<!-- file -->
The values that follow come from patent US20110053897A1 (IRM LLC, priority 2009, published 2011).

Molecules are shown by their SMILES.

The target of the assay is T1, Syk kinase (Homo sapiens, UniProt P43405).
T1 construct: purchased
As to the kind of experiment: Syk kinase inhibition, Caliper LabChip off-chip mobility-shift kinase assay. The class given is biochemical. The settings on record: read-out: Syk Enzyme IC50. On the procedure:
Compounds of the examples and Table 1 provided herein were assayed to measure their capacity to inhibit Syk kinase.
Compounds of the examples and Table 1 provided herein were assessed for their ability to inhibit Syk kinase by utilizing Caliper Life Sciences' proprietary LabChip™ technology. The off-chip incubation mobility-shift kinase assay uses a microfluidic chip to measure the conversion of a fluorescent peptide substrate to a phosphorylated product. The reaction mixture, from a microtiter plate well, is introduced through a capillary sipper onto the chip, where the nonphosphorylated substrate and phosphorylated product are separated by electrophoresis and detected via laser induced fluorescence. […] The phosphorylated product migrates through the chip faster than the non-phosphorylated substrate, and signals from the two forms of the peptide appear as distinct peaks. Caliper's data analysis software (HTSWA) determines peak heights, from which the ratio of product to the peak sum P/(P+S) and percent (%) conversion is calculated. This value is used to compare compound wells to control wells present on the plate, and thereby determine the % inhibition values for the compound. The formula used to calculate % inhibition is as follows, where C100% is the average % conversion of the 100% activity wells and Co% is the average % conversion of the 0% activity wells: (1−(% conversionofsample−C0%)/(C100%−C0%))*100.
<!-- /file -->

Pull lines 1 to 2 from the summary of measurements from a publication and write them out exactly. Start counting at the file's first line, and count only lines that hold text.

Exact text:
The values that follow come from patent US20110053897A1 (IRM LLC, priority 2009, published 2011).

Molecules are shown by their SMILES.